Work ended on a sour note the other day. I learned, only after several emails and phone calls, that a supplier was going to be late making a delivery—four or five days late. The supplier feigned an apology in the same backhanded way Shia LeBeouf apologizes to his fans. “I’m sorry if you misunderstood my intentions.” In essence: maybe you should lighten up.
I would love to lighten up. Believe me. But I couldn’t. I had several internal departments breathing down my neck to find out about this delivery and, then, to find out why I hadn’t done something about this sooner. Why did I let this become a problem, they wanted to know. What they’re really asking is why I’d let this become their problem. Because, really, no one cares until it becomes an issue on their desk.
I ranted and raved at the supplier via email. I felt my blood pressure rising. “Why should my company have to pay extra for this expedited delivery? This is your fault.”
Ah, the blame game. I suppose every office has a version of this. But here was the rub: I had no one to hand this off to, no one to pass the buck to. It was my responsibility to figure out a solution and fast.
I took my barely contained anger to the phone. The supplier’s customer service person answered in a sing-song tone. In the first ten minutes, he treated me to a rundown of every sales cliche in the book. “Jackie, I’m sure if we put our heads together, Jackie, we can come up with a win-win solution” and “Jackie, let’s get granular here” and “Okay, Jackie, let me take this offline and run the idea up the flagpole.”
I am not ashamed (well, a little) to tell you that I said, “Say something that means anything! And if you don’t stop using my name every five seconds, I will get granular on your ass.”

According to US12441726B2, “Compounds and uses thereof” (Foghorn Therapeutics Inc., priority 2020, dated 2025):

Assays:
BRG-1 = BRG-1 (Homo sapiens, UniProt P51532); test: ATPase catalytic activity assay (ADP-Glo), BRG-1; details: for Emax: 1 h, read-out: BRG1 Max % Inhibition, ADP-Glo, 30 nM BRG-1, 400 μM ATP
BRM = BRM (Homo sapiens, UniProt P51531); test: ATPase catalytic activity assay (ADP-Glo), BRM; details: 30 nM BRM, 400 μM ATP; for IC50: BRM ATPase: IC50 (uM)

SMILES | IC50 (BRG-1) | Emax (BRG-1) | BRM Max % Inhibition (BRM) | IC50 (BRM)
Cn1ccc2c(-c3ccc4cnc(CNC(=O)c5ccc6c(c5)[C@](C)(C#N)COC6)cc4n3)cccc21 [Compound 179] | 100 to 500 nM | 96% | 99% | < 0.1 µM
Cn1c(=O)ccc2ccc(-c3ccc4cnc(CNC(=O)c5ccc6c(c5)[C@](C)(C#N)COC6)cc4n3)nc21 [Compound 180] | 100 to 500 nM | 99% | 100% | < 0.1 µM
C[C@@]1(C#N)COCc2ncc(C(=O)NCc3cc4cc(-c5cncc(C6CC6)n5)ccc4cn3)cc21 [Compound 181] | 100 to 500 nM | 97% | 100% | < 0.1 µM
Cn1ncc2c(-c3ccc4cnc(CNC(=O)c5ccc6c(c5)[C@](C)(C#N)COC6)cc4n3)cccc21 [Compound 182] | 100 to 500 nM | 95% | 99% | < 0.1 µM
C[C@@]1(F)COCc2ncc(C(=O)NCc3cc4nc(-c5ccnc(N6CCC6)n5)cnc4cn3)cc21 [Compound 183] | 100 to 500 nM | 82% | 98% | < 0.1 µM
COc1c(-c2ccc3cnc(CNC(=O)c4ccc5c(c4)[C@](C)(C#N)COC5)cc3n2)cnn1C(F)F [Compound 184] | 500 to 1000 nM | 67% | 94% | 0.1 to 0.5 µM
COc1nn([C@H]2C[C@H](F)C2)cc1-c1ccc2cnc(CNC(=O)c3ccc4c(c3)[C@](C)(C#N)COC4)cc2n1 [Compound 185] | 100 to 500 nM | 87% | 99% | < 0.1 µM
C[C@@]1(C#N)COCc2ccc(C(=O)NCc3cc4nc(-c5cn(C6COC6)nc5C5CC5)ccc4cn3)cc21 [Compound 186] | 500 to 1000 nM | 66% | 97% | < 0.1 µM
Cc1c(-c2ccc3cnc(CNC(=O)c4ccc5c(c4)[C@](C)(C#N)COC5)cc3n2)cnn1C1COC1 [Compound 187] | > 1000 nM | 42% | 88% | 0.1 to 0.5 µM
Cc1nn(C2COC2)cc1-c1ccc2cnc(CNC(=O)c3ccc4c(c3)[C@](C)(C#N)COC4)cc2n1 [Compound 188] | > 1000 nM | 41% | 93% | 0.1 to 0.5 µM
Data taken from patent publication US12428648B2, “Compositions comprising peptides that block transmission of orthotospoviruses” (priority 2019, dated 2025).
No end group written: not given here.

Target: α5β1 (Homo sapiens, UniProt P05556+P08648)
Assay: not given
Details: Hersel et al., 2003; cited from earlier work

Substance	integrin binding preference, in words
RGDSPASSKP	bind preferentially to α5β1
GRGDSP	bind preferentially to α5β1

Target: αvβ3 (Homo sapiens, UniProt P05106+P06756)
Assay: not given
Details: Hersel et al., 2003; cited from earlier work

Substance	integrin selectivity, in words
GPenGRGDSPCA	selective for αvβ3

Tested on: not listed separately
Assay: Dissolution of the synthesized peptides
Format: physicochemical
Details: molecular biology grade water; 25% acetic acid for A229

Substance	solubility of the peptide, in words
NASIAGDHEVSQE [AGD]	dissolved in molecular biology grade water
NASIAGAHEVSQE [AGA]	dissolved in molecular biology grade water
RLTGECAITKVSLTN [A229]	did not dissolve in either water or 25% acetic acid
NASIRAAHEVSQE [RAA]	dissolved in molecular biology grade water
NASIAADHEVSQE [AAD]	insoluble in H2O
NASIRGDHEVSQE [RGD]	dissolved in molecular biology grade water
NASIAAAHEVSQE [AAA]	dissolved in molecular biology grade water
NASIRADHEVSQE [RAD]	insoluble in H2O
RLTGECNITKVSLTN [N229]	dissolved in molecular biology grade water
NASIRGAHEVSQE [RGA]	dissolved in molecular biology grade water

I have no idea why I was this annoyed. I hadn’t made any egregious mistakes. No one’s life was on the line. No one was about to lose their livelihood over this delivery. Regardless, I was going to write to this person’s supervisor and the owner of the company if I had to. I thought at the very least he should be reprimanded and removed from our account.
I commuted home still seething. It’s a good thing that I ride the subway rather than drive, with road rage being what it is these days, but the subway has its own form of irritations. I was standing in the middle of the car when a woman with purple hair squeezed in next to me. A seat opened up and she gestured that I could take it. I did and I opened my book, but I just read the same sentence over and over.
As the train swayed, her bag kept hitting me on the knee. Great, I thought, I get a seat only to be thwacked repeatedly by this woman’s bag. She was in her own world, oblivious to her out-of-control bag. Then I looked closer. It was a cloth shopping bag. On it was a single word printed three times, one underneath the next:
Sometimes the universe gives you a nudge in the form of a shopping bag.
Have you received a karmic nudge?
Have a great weekend, everyone!